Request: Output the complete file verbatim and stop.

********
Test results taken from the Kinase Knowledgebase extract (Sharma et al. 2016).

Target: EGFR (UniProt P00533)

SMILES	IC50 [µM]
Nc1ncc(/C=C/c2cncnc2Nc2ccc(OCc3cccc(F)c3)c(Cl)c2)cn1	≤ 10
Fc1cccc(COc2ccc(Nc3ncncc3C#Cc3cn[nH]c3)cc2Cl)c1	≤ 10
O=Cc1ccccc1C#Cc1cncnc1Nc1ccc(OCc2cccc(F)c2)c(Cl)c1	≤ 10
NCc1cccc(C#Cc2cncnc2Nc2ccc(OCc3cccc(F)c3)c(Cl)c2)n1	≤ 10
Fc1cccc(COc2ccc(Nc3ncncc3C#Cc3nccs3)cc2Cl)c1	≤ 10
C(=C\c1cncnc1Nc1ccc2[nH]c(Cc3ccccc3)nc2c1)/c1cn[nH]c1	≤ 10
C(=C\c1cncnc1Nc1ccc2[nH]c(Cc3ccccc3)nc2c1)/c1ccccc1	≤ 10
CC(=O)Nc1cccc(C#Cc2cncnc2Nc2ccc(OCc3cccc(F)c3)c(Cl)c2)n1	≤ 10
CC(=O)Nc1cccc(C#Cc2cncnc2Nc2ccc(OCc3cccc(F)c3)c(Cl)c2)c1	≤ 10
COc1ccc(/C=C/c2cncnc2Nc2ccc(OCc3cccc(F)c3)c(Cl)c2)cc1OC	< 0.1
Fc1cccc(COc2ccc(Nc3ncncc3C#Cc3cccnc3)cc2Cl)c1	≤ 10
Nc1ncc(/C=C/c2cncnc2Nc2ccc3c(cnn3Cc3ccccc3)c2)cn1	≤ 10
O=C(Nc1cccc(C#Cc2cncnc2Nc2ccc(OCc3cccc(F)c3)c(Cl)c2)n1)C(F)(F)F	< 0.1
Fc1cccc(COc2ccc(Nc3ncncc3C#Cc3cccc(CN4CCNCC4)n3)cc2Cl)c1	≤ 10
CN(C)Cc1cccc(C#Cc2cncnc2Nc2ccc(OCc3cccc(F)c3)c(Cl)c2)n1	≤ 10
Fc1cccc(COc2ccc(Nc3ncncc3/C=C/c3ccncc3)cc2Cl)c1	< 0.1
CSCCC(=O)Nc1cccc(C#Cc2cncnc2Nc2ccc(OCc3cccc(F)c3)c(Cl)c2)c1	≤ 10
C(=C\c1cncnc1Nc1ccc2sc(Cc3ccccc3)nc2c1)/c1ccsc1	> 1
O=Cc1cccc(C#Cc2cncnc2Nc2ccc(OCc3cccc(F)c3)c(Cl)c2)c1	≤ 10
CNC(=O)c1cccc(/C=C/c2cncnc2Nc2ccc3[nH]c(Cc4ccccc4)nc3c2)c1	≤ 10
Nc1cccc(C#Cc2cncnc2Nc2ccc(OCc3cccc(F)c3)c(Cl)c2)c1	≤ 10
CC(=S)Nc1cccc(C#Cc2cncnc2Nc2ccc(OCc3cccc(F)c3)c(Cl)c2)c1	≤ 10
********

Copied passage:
Test results taken from the Kinase Knowledgebase extract (Sharma et al. 2016).

Target: EGFR (UniProt P00533)

SMILES	IC50 [µM]
Nc1ncc(/C=C/c2cncnc2Nc2ccc(OCc3cccc(F)c3)c(Cl)c2)cn1	≤ 10
Fc1cccc(COc2ccc(Nc3ncncc3C#Cc3cn[nH]c3)cc2Cl)c1	≤ 10
O=Cc1ccccc1C#Cc1cncnc1Nc1ccc(OCc2cccc(F)c2)c(Cl)c1	≤ 10
NCc1cccc(C#Cc2cncnc2Nc2ccc(OCc3cccc(F)c3)c(Cl)c2)n1	≤ 10
Fc1cccc(COc2ccc(Nc3ncncc3C#Cc3nccs3)cc2Cl)c1	≤ 10
C(=C\c1cncnc1Nc1ccc2[nH]c(Cc3ccccc3)nc2c1)/c1cn[nH]c1	≤ 10
C(=C\c1cncnc1Nc1ccc2[nH]c(Cc3ccccc3)nc2c1)/c1ccccc1	≤ 10
CC(=O)Nc1cccc(C#Cc2cncnc2Nc2ccc(OCc3cccc(F)c3)c(Cl)c2)n1	≤ 10
CC(=O)Nc1cccc(C#Cc2cncnc2Nc2ccc(OCc3cccc(F)c3)c(Cl)c2)c1	≤ 10
COc1ccc(/C=C/c2cncnc2Nc2ccc(OCc3cccc(F)c3)c(Cl)c2)cc1OC	< 0.1
Fc1cccc(COc2ccc(Nc3ncncc3C#Cc3cccnc3)cc2Cl)c1	≤ 10
Nc1ncc(/C=C/c2cncnc2Nc2ccc3c(cnn3Cc3ccccc3)c2)cn1	≤ 10
O=C(Nc1cccc(C#Cc2cncnc2Nc2ccc(OCc3cccc(F)c3)c(Cl)c2)n1)C(F)(F)F	< 0.1
Fc1cccc(COc2ccc(Nc3ncncc3C#Cc3cccc(CN4CCNCC4)n3)cc2Cl)c1	≤ 10
CN(C)Cc1cccc(C#Cc2cncnc2Nc2ccc(OCc3cccc(F)c3)c(Cl)c2)n1	≤ 10
Fc1cccc(COc2ccc(Nc3ncncc3/C=C/c3ccncc3)cc2Cl)c1	< 0.1
CSCCC(=O)Nc1cccc(C#Cc2cncnc2Nc2ccc(OCc3cccc(F)c3)c(Cl)c2)c1	≤ 10
C(=C\c1cncnc1Nc1ccc2sc(Cc3ccccc3)nc2c1)/c1ccsc1	> 1
O=Cc1cccc(C#Cc2cncnc2Nc2ccc(OCc3cccc(F)c3)c(Cl)c2)c1	≤ 10
CNC(=O)c1cccc(/C=C/c2cncnc2Nc2ccc3[nH]c(Cc4ccccc4)nc3c2)c1	≤ 10
Nc1cccc(C#Cc2cncnc2Nc2ccc(OCc3cccc(F)c3)c(Cl)c2)c1	≤ 10
CC(=S)Nc1cccc(C#Cc2cncnc2Nc2ccc(OCc3cccc(F)c3)c(Cl)c2)c1	≤ 10